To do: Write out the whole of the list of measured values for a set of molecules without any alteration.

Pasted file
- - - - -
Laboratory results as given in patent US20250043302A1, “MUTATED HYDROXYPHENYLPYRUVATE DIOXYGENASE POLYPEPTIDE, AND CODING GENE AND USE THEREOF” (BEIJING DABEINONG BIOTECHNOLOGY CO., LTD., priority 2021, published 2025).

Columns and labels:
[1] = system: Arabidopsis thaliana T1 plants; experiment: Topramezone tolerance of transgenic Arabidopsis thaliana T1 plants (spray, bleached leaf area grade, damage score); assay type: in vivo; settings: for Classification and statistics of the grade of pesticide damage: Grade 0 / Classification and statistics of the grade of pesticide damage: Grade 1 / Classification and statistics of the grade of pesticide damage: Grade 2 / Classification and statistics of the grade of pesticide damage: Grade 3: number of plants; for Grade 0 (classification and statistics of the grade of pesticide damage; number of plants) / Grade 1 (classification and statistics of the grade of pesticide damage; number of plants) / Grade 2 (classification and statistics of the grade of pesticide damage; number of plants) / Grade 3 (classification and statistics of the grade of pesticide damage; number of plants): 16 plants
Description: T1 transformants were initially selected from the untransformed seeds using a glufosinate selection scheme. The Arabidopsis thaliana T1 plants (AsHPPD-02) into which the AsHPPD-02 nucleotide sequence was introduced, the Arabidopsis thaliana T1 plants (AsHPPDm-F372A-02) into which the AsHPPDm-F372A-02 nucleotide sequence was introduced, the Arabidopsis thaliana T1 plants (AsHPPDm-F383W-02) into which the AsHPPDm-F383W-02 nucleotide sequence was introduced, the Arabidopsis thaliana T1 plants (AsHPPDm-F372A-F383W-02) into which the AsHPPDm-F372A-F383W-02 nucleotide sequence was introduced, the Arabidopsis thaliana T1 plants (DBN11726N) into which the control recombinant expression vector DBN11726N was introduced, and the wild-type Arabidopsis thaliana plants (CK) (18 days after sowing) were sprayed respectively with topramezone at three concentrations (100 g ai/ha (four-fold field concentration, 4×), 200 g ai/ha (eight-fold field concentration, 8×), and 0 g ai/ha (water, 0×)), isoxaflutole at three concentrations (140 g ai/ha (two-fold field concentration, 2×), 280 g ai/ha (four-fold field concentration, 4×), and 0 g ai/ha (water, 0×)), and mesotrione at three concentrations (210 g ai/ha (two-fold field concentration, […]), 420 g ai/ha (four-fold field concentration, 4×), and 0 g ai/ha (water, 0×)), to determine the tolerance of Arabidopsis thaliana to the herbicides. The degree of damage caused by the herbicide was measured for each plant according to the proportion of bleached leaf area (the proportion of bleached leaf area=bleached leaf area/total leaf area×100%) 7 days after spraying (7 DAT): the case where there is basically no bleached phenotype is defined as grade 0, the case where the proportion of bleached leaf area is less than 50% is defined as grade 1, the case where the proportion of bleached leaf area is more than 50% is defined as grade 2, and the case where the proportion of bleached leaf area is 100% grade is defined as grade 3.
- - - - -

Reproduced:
Laboratory results as given in patent US20250043302A1, “MUTATED HYDROXYPHENYLPYRUVATE DIOXYGENASE POLYPEPTIDE, AND CODING GENE AND USE THEREOF” (BEIJING DABEINONG BIOTECHNOLOGY CO., LTD., priority 2021, published 2025).

Columns and labels:
[1] = system: Arabidopsis thaliana T1 plants; experiment: Topramezone tolerance of transgenic Arabidopsis thaliana T1 plants (spray, bleached leaf area grade, damage score); assay type: in vivo; settings: for Classification and statistics of the grade of pesticide damage: Grade 0 / Classification and statistics of the grade of pesticide damage: Grade 1 / Classification and statistics of the grade of pesticide damage: Grade 2 / Classification and statistics of the grade of pesticide damage: Grade 3: number of plants; for Grade 0 (classification and statistics of the grade of pesticide damage; number of plants) / Grade 1 (classification and statistics of the grade of pesticide damage; number of plants) / Grade 2 (classification and statistics of the grade of pesticide damage; number of plants) / Grade 3 (classification and statistics of the grade of pesticide damage; number of plants): 16 plants
Description: T1 transformants were initially selected from the untransformed seeds using a glufosinate selection scheme. The Arabidopsis thaliana T1 plants (AsHPPD-02) into which the AsHPPD-02 nucleotide sequence was introduced, the Arabidopsis thaliana T1 plants (AsHPPDm-F372A-02) into which the AsHPPDm-F372A-02 nucleotide sequence was introduced, the Arabidopsis thaliana T1 plants (AsHPPDm-F383W-02) into which the AsHPPDm-F383W-02 nucleotide sequence was introduced, the Arabidopsis thaliana T1 plants (AsHPPDm-F372A-F383W-02) into which the AsHPPDm-F372A-F383W-02 nucleotide sequence was introduced, the Arabidopsis thaliana T1 plants (DBN11726N) into which the control recombinant expression vector DBN11726N was introduced, and the wild-type Arabidopsis thaliana plants (CK) (18 days after sowing) were sprayed respectively with topramezone at three concentrations (100 g ai/ha (four-fold field concentration, 4×), 200 g ai/ha (eight-fold field concentration, 8×), and 0 g ai/ha (water, 0×)), isoxaflutole at three concentrations (140 g ai/ha (two-fold field concentration, 2×), 280 g ai/ha (four-fold field concentration, 4×), and 0 g ai/ha (water, 0×)), and mesotrione at three concentrations (210 g ai/ha (two-fold field concentration, […]), 420 g ai/ha (four-fold field concentration, 4×), and 0 g ai/ha (water, 0×)), to determine the tolerance of Arabidopsis thaliana to the herbicides. The degree of damage caused by the herbicide was measured for each plant according to the proportion of bleached leaf area (the proportion of bleached leaf area=bleached leaf area/total leaf area×100%) 7 days after spraying (7 DAT): the case where there is basically no bleached phenotype is defined as grade 0, the case where the proportion of bleached leaf area is less than 50% is defined as grade 1, the case where the proportion of bleached leaf area is more than 50% is defined as grade 2, and the case where the proportion of bleached leaf area is 100% grade is defined as grade 3.